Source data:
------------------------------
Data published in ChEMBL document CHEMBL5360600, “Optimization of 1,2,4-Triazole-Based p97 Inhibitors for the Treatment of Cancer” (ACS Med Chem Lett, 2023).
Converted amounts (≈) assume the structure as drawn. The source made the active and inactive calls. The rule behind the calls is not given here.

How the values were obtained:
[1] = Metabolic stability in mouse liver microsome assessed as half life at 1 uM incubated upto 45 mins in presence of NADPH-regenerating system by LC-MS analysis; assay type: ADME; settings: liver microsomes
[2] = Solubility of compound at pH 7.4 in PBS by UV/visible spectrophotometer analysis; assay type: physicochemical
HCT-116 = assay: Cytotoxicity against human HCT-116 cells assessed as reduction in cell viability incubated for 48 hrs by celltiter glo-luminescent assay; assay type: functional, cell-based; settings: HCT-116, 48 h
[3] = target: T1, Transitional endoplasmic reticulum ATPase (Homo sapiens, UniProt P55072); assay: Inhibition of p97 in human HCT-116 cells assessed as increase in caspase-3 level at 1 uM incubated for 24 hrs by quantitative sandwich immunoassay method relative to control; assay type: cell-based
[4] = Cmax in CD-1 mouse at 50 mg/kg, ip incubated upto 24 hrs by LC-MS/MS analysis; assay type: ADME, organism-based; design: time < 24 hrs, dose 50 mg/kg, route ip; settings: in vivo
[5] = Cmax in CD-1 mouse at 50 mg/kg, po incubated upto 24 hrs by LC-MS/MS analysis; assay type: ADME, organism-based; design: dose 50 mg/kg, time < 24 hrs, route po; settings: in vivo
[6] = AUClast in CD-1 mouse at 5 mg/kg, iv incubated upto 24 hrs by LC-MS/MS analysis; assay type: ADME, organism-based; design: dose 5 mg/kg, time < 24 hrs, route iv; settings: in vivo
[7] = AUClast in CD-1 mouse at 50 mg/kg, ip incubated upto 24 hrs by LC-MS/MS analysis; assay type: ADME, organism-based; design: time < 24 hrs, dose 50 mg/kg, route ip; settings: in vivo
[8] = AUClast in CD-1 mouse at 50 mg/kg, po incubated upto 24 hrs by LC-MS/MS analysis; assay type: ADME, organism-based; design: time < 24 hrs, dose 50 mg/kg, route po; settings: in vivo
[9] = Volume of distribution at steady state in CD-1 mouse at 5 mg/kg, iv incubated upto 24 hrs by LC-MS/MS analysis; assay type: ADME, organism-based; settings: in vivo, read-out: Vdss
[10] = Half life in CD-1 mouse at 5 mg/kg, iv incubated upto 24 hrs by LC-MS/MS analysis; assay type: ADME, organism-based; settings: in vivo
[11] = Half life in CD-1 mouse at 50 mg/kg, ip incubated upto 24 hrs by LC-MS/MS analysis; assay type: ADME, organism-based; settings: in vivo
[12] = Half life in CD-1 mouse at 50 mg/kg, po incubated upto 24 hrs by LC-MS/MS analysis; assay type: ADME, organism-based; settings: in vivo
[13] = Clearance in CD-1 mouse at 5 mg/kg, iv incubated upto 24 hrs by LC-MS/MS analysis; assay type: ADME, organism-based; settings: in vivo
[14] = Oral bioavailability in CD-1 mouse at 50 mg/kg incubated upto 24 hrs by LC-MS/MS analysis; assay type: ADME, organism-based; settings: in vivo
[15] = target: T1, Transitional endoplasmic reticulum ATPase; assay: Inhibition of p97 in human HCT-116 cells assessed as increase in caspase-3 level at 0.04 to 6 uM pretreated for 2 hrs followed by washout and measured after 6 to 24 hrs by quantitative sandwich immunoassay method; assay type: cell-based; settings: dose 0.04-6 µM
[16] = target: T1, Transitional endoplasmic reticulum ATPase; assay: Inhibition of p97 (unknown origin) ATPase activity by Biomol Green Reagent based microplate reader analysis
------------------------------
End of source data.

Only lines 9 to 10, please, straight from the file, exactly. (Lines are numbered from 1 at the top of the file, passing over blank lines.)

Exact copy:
[5] = Cmax in CD-1 mouse at 50 mg/kg, po incubated upto 24 hrs by LC-MS/MS analysis; assay type: ADME, organism-based; design: dose 50 mg/kg, time < 24 hrs, route po; settings: in vivo
[6] = AUClast in CD-1 mouse at 5 mg/kg, iv incubated upto 24 hrs by LC-MS/MS analysis; assay type: ADME, organism-based; design: dose 5 mg/kg, time < 24 hrs, route iv; settings: in vivo